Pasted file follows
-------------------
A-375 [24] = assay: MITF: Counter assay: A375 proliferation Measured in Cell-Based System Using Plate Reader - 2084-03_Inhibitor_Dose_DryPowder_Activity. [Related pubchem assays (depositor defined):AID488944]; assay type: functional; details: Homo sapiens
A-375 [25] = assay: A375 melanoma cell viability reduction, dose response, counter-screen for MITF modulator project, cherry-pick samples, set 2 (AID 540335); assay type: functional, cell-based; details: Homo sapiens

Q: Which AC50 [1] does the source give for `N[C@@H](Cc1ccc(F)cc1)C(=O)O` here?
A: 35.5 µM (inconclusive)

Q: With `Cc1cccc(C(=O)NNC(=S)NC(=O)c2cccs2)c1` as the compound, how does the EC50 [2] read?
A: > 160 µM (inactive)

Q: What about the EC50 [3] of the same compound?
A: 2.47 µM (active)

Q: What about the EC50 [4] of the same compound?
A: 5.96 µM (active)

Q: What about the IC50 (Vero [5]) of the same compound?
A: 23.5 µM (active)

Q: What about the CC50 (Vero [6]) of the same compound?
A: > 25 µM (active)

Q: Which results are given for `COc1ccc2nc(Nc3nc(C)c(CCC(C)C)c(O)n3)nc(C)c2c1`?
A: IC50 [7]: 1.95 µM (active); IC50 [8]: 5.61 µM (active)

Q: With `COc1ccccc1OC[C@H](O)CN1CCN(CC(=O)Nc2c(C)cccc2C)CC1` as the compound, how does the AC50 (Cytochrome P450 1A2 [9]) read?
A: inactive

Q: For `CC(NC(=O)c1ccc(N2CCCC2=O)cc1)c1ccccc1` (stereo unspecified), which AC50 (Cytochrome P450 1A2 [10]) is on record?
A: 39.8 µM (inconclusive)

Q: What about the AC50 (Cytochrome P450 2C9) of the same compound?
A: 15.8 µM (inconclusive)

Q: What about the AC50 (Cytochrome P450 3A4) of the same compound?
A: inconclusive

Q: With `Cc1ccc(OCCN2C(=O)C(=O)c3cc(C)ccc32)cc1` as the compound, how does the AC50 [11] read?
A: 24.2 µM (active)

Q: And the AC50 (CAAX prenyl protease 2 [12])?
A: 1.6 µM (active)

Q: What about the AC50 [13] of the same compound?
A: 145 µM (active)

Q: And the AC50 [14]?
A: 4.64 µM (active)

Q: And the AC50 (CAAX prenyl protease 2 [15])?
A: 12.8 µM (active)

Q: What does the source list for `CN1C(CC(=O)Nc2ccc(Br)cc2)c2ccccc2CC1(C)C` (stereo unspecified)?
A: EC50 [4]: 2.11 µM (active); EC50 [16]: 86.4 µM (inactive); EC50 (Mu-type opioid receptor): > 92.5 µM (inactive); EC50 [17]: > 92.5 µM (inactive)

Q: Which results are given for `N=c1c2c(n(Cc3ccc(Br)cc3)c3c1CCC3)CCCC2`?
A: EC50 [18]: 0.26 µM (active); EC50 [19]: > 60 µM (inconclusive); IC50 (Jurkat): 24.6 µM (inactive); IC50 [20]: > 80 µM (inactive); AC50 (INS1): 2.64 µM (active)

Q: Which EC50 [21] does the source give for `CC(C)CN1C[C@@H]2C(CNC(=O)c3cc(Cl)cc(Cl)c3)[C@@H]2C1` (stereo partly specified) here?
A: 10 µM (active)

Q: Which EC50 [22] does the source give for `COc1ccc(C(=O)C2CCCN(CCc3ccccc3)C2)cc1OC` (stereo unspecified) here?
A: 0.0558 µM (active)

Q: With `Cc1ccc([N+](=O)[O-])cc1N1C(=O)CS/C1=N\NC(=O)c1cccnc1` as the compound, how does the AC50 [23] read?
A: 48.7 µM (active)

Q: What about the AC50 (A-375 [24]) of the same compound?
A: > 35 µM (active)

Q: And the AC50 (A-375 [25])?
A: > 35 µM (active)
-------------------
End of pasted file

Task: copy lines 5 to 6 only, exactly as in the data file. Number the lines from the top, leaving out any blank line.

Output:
Q: With `Cc1cccc(C(=O)NNC(=S)NC(=O)c2cccs2)c1` as the compound, how does the EC50 [2] read?
A: > 160 µM (inactive)